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Case Study: Henry’s Bloat

henry's bloat

Henry the five-year-old Great Dane presented one afternoon as he was restless, had laboured breathing and was drooling…

Examination revealed a bloated abdomen. Henry was immediately admitted for treatment as it was suspected he was suffering from a life-threatening condition known as Gastric Dilatation-Volvulus (GDV).

GDV occurs when the stomach of a dog bloats with gas and food. The stomach then begins to twist, cutting off the blood supply to the stomach and eventually the spleen. The dog is unable to burp and release air from the stomach so gas continues to accumulate. The condition is almost always fatal if not treated rapidly and is considered an emergency.

Deep chested dogs are a particularly high risk of suffering from GDV. Great Danes, German Shepherds and Weimaraners as well as St Bernards, Standard Poodles, Irish Setters and Newfoundlands are all at risk. The only treatment for GDV is an emergency surgery. The stomach is untwisted and sutured to the abdominal wall to prevent it from twisting again. This procedure is known as a gastropexy.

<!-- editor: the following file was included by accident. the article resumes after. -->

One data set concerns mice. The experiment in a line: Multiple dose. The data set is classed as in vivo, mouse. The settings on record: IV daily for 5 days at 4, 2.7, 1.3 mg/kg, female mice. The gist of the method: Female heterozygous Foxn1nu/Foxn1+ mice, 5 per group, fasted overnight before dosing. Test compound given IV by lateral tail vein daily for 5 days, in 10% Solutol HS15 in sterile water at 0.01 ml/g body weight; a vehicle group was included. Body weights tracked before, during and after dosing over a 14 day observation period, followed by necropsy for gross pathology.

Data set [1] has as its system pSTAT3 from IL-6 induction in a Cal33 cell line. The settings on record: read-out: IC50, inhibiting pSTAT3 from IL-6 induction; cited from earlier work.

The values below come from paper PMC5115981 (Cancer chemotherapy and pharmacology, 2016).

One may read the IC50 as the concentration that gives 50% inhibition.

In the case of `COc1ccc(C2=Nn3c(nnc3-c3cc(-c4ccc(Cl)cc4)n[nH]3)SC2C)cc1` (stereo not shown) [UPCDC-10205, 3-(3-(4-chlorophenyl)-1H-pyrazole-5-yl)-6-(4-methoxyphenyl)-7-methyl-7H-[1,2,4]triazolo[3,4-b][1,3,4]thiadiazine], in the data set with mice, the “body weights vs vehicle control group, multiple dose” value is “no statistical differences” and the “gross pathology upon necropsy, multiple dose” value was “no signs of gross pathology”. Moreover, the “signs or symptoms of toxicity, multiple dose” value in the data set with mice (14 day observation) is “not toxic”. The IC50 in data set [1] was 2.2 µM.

A gastropexy can also be performed as a preventative measure (often at the time of de-sexing). Other precautions to prevent bloat include not exercising your dog before or after feeding and offering smaller meals rather than one large meal. Thankfully Henry’s surgery was successful and he is now recovering from the ordeal.

There are theories that eating too quickly can also cause bloat so a quick and handy tip is to put a tennis ball in their food that slows them down as they are forced to eat around it.

If you have a deep chested dog we recommend you discuss a preventative gastropexy with Pet Doctors during your next visit.